Friday, October 16, 2009

All other things being equal, the higher a President's approval ratings, the more likely a President will be able to use the 'bully pulpit' to advance his agenda.

And there is another somewhat inter-related aspect to approval ratings: the extent to which a President views the public as giving him either a big pat on the back in the case of high approval ratings or the middle finger where the ratings aren't so good.

For some Presidents, such as Bush II, the second aspect are less important for the simple reason that they just don't seem to care that much about what the public thinks. They're motivated by whatever motivates them, they know they're right and they're going to persevere no matter how low the ratings are.

But for Presidents like Obama, who truly care about what the public thinks of him, low ratings are a kick in the teeth.... and especially coming so relatively soon after he took office. Imagine being someone who was so caught up in the adoration who now has to read that less than half of the public would vote for him again? Imagine how it is to go from thinking re-election was going to be a shoe-in to having to hope the GOP nominates somebody as un-electable as Sarah Palin?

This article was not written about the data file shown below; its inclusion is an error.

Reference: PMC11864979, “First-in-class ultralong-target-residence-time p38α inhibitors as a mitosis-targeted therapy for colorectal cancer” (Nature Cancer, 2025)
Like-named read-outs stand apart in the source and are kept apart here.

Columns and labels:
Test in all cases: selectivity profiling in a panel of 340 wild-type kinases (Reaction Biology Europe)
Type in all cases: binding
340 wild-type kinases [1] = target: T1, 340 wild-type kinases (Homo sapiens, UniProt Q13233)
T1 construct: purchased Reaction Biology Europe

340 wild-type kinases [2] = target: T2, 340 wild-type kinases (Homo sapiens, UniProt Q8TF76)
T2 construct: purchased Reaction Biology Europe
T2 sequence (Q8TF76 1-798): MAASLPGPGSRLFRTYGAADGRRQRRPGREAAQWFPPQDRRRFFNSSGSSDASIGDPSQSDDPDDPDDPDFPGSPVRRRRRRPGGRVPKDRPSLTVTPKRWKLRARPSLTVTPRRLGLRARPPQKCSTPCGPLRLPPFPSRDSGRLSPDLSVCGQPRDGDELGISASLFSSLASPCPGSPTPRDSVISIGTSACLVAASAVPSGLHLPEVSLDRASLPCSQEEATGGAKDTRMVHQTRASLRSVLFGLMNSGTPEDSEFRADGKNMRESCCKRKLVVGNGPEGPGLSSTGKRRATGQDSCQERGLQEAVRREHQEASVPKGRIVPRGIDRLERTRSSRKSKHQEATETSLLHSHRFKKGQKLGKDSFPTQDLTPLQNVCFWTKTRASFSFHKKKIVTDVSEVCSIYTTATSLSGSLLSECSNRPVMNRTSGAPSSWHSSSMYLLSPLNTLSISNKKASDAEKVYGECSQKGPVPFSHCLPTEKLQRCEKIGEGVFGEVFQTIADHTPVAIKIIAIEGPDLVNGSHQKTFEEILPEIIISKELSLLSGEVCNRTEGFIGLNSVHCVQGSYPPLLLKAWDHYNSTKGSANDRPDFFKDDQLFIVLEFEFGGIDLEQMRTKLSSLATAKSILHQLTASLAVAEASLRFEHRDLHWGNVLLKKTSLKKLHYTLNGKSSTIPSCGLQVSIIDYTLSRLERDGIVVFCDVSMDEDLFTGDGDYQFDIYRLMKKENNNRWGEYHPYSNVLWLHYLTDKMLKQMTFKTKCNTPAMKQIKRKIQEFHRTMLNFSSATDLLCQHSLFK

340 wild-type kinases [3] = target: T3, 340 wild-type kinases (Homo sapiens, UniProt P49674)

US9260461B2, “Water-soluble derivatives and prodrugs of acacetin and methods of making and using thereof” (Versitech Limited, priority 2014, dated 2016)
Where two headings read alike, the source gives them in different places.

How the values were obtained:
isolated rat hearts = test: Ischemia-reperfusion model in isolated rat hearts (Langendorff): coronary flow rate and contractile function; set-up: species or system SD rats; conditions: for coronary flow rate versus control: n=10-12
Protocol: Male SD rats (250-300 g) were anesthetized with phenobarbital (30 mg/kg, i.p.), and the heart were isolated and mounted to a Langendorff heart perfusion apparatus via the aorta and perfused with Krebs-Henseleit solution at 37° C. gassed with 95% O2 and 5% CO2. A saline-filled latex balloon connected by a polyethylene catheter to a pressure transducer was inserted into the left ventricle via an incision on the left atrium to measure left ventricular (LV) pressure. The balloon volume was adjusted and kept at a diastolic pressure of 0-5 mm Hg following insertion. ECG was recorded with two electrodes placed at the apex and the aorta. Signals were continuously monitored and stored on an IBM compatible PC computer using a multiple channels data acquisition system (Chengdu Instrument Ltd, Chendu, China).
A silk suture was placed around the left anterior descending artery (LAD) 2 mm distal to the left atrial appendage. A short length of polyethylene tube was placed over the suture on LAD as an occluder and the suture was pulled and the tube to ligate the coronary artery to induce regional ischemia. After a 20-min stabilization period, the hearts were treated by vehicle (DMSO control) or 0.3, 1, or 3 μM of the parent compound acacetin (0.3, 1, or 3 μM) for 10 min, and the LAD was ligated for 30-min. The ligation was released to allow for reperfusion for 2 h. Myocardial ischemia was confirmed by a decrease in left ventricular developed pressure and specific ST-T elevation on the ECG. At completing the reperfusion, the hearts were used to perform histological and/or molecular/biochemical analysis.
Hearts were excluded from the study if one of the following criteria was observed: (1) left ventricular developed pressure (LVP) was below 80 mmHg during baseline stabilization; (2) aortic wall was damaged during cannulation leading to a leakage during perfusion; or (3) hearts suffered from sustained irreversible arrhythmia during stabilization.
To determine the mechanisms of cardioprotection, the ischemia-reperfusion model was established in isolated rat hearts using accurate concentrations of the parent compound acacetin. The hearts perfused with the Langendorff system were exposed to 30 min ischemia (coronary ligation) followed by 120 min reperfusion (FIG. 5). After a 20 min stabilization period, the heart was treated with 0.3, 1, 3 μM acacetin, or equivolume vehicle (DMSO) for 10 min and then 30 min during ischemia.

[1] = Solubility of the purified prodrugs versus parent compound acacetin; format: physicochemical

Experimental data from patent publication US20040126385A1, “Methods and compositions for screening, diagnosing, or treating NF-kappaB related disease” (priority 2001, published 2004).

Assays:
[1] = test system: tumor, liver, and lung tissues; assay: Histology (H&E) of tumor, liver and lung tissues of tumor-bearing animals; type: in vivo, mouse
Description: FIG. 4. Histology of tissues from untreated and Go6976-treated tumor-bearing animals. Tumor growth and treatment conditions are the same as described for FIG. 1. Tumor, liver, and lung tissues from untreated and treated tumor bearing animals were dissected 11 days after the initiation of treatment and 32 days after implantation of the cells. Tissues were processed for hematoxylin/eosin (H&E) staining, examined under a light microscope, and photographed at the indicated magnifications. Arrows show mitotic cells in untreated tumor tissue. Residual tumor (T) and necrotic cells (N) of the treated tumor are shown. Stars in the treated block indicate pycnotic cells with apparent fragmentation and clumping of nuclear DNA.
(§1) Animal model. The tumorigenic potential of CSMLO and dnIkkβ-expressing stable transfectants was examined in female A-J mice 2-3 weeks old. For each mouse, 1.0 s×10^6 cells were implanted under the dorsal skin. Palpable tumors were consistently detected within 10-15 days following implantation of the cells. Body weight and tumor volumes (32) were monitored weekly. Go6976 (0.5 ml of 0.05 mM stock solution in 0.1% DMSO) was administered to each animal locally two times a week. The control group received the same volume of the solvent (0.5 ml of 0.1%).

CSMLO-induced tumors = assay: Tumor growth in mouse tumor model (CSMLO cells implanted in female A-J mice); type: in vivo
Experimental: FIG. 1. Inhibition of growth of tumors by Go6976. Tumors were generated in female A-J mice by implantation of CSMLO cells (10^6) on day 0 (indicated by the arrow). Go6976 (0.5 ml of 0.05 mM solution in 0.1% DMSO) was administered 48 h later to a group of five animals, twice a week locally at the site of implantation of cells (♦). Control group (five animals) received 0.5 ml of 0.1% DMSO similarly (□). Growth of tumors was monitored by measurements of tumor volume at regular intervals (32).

Granted, Obama still has (at a minimum) three-plus years to go and he can sure do some damage in that time. But to the extent that Obama decides that he wants to regain that adoration, since the people don't like what he is doing, he is going to have to change his stripes.

Maybe he'll spend less time apologizing for the United States and more time talking about how good it is. Maybe he'll be less willing to hand off domestic policy to two people - Pelosi and Reid - who rank near the bottom of the polls. Maybe he'll get off his scheme to turn the economy into a bought-and-paid-for subsidiary of the United States government. Any of this would be good, in fact, any departure from his current terrible programs would be nice.